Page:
This preview shows pages 1–3. Sign up to view the full content.
How to Design Programs: An Introduction to Computing and Programming
[Go to
first
,
previous
,
next
page;
contents
;
index
]
Section 13
Intermezzo 2: List Abbreviations
[../icons/plt.gif]
Intermediate
Student
Using
cons
to create lists is cumbersome if a list contains many items. Fortunately, Scheme provides the
list
operation, which consumes an arbitrary number of values and creates a list. Here is Scheme's extended
syntax:
<prm> = list
The extended collection of values is
<val> = (list <val> .
.. <val>)
A simpler way to understand
list
expressions is to think of them as abbreviations. Specifically, every
expression of the shape
(list exp1 .
.. expn)
stands for a series of
n
cons
expressions:
(cons exp1 (cons .
.. (cons expn empty)))
Recall that
empty
is not an item of the list here, but the rest of the list. Here are three examples:
(list 1 2)
= (cons 1 (cons 2 empty))
(list 'Houston 'Dallas 'SanAntonio)
= (cons 'Houston (cons 'Dallas (cons 'SanAntonio empty)))
(list false true false false)
= (cons false (cons true (cons false (cons false empty))))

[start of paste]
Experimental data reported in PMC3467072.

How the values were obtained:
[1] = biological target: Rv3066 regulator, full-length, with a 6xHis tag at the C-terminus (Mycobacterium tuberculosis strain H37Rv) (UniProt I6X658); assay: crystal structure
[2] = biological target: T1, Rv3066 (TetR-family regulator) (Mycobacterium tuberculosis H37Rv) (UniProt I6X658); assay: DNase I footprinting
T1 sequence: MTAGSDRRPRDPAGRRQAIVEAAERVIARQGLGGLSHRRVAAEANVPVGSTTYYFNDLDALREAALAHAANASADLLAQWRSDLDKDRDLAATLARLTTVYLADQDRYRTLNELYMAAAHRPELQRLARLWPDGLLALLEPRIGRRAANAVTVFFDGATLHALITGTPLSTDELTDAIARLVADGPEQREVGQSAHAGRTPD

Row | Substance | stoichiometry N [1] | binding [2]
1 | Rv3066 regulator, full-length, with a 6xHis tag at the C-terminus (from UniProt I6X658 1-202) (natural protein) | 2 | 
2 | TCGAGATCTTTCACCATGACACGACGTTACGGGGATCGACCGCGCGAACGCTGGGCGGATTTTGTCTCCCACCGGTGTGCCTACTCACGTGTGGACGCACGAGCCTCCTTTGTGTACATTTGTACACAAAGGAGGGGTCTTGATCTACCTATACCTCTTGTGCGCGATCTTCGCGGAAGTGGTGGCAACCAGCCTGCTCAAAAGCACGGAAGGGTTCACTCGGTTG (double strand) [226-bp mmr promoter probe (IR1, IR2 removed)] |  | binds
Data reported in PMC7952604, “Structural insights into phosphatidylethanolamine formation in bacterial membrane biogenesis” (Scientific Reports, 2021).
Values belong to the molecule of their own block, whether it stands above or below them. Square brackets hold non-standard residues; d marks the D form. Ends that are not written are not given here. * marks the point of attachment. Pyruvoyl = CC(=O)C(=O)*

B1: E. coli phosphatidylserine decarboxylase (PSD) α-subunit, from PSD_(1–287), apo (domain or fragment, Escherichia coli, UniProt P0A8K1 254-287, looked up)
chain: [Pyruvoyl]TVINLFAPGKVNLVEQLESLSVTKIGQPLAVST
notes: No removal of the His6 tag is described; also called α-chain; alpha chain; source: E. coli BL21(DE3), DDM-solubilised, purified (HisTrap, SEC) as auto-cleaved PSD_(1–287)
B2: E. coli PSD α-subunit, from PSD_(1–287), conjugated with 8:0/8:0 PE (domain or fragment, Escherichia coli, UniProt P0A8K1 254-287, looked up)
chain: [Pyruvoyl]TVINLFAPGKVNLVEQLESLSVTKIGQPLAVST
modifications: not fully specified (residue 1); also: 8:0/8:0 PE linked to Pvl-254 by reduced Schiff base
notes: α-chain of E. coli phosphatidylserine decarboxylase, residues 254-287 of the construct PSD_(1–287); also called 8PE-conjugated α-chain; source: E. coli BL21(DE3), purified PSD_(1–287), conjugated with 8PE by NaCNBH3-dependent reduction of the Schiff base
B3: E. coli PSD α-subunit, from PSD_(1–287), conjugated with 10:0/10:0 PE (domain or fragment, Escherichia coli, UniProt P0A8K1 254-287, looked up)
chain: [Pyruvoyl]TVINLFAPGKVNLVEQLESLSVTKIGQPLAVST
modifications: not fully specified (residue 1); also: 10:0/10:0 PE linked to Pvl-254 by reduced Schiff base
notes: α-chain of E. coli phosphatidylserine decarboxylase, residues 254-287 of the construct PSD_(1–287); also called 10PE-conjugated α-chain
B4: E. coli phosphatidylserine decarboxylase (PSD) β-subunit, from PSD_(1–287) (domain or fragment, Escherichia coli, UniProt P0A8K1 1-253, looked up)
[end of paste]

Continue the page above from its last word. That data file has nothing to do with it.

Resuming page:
file:///C/Documents%20and%20Settings/Linda%20Grauer.
../How%20to%20Design%20Programs/curriculumZH17.html (1 of 6) [2/5/2008 4:46:35 PM]
This preview has intentionally blurred sections. Sign up to view the full version.
View Full DocumentHow to Design Programs: An Introduction to Computing and Programming
They introduce lists with two, three, and four items, respectively.
Of course, we can apply
list
not only to values but also to expressions:
(list (+ 0 1) (+ 1 1))
= (list 1 2)
Before the list is constructed, the expressions must be evaluated. If during the evaluation of an expression an
error occurs, the list is never formed:
(list (/ 1 0) (+ 1 1))
= /: divide by zero
In short,
list
behaves just like any other primitive operation.
The use of
This is the end of the preview. Sign up
to
access the rest of the document.
 Spring '07
 Fisler

Click to edit the document details